According to the fifth annual Audit of Political Engagement by pollster Ipsos MORI:
The public […] are most likely to be dissatisfied with Scottish MPs being able to vote on English issues (46% are dissatisfied with this)
Bear in mind that this is a survey “based on 1,073 adults aged 18+ in Great Britain” – I’m guessing that the percentage of people dissatisfied is higher in England and that it isn’t thought satisfactory for MPs with constituencies in Wales or Northern Ireland to be voting on England-only affairs, either.
But what chance an English parliament? It’s is the only solution to the problem.
As Tony Benn said many years ago:
“England is also entitled to its own cultural and political identity. The cultural identity of the English has been submerged by a history of dominating the United Kingdom and the world, such that the common people of England have been persuaded that in return for status as subjects of a King or Queen-Emperor, they somehow shared the glory of that Empire. In fact England, like Scotland and Wales is the colony that never secured its own liberation from that monarchical power.”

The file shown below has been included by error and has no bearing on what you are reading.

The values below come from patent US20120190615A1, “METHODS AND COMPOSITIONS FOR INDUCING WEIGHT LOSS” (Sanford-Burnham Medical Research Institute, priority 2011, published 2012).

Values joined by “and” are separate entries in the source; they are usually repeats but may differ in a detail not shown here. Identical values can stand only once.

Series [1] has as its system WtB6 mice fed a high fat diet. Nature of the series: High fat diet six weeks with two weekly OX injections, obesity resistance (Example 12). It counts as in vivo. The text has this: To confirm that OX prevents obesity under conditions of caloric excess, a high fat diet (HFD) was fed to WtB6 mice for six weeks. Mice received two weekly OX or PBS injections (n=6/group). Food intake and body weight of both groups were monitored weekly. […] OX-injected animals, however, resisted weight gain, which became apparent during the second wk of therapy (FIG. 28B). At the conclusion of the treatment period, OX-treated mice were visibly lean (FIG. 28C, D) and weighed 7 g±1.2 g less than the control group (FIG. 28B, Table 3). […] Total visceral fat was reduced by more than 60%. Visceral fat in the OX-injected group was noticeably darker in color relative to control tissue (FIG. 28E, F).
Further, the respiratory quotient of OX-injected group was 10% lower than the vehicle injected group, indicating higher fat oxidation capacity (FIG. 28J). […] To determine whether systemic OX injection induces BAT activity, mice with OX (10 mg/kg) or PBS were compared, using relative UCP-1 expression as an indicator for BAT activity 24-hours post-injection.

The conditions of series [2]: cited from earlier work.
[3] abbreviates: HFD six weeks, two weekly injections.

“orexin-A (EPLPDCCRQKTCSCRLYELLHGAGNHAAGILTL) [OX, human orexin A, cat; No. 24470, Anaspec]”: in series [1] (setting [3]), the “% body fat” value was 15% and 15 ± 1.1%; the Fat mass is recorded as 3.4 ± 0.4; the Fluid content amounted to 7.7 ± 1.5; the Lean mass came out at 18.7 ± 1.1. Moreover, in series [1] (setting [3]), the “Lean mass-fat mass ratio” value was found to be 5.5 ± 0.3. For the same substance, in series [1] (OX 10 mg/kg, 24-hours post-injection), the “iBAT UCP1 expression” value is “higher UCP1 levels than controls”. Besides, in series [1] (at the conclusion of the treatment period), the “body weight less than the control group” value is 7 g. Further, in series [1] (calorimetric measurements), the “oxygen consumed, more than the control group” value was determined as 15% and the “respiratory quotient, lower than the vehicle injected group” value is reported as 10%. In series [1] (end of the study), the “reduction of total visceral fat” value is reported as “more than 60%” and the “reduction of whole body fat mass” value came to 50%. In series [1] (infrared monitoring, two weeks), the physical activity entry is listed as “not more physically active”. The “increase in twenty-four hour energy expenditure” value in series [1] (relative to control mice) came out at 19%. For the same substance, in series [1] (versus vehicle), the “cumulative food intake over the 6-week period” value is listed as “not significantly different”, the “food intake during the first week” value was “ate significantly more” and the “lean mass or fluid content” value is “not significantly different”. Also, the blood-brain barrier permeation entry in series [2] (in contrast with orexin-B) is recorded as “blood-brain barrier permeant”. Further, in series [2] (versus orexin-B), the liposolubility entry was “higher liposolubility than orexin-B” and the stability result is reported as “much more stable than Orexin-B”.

The bigger issues for constitutional reformers include the electoral system, a bill of rights, a written constitution, abolition of the monarchy – anything but devolution in England, in fact. Which is odd, because an English parliament would be more likely than the British parliament to act on electoral reform, a bill of rights, a written constitution, abolition of the monarchy – because the establishment of an English parliament would speed-up the death of Britain, leaving England alone.
No longer part of a multinational state, but a state on its own, the governance of England would have to be formally reconsidered. Here, progressive social forces could act to ensure that the radical tradition of the English working class is continued – Empire over, a new England could be built, a land of peace and social justice where the people are the sovereign power.